Q: Is UMID part of the EA plan for data collection? Is a unique ID an integral part of HIS?

Ans: Not yet. The reason is that the UMID still does not assign a common reference number (CRN) for every citizen in the Philippines. Only formal employees have SSS. Only government officials have GSIS. Pag-ibig is optional. Only PhilHealth assigns a unique number for every person (including those below 18 years of age) thus the PhilHealth number is the national health identifier for use in the national eHealth plan.

Having said that, there is a Citizen Registry project in the works. This could be the client registry component of the Philippine Health Information Exchange.


Q: What’s the bigger problem for capacity building – tech infrastructure or human capital?

Ans: Human capital because all tech are operated by humans in the end. But there should be parallel build-up of tech infrastructure with human capacity so they are in sync.




Q1: If TOGAF is used as the #EA for the Philippines, who are the process owners of TOGAF categories Biz,Tech,Data, App?

The priorities of the PeHSFP are:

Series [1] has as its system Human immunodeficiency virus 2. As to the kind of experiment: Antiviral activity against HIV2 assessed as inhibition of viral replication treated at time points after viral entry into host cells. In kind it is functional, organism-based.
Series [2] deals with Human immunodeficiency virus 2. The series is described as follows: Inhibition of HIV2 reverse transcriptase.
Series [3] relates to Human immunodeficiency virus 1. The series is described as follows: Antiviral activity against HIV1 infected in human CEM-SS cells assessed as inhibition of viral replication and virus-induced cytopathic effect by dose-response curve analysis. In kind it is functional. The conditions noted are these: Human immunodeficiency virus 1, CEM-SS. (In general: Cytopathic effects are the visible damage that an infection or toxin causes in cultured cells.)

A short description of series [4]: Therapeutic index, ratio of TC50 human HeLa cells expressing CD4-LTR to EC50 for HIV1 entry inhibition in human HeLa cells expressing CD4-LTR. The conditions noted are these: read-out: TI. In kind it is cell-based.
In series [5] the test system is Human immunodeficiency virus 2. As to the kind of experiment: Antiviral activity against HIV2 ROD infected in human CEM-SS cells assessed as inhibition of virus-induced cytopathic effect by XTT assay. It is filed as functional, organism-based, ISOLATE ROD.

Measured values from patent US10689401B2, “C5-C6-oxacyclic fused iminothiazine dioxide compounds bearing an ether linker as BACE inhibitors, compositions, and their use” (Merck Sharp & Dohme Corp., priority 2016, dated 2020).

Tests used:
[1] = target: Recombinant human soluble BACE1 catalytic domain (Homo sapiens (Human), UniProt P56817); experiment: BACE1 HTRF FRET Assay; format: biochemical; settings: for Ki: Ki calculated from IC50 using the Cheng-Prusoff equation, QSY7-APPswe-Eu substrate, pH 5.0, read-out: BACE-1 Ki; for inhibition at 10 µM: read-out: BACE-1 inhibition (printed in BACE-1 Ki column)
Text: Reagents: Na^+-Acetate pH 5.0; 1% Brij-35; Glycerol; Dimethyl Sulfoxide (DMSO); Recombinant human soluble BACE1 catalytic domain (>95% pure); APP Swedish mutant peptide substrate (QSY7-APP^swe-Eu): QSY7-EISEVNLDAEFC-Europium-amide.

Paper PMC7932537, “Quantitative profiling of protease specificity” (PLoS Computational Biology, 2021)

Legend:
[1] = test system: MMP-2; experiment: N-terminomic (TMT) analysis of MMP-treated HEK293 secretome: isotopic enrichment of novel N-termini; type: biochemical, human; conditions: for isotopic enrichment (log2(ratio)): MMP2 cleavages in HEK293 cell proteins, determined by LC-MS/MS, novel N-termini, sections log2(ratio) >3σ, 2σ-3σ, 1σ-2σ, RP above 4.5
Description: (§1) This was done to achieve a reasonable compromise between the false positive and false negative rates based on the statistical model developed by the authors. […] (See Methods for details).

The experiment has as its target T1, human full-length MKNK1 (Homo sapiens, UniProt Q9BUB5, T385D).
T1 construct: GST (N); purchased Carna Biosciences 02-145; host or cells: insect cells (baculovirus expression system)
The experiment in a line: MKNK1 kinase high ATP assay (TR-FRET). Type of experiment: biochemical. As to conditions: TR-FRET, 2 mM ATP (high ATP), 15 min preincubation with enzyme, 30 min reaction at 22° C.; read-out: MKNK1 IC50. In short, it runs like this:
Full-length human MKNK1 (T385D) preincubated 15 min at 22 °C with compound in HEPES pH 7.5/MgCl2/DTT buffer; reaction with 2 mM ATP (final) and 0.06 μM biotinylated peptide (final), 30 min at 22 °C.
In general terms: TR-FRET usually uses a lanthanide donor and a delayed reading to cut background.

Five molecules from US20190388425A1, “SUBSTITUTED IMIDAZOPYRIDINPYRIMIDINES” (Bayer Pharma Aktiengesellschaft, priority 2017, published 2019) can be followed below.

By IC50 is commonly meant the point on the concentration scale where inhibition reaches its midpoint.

1) MDG5 (decrease maternal deaths) – business process owner is DOH – Family Health Office

2) Increase UHC – business process owner – PhilHealth

3) Complete the health facility enhancement program – business process owner – National Health Facility Development Bureau

Data ownership is by the business process owner.

Application and technology owner is KMITS (formerly IMS).


Q2: How will the private sector’s role be articulated in the current EA being used for the Philippines?

Ans: The private sector is represented in three groups:

  1. the ICT for Health Technical Working Group
  2. the Advisers’ Group
  3. the EMR Committee



Q: In the DOH #EA under service access & delivery, there is no mention of a network provider, should a specific company be identified to set the service standard?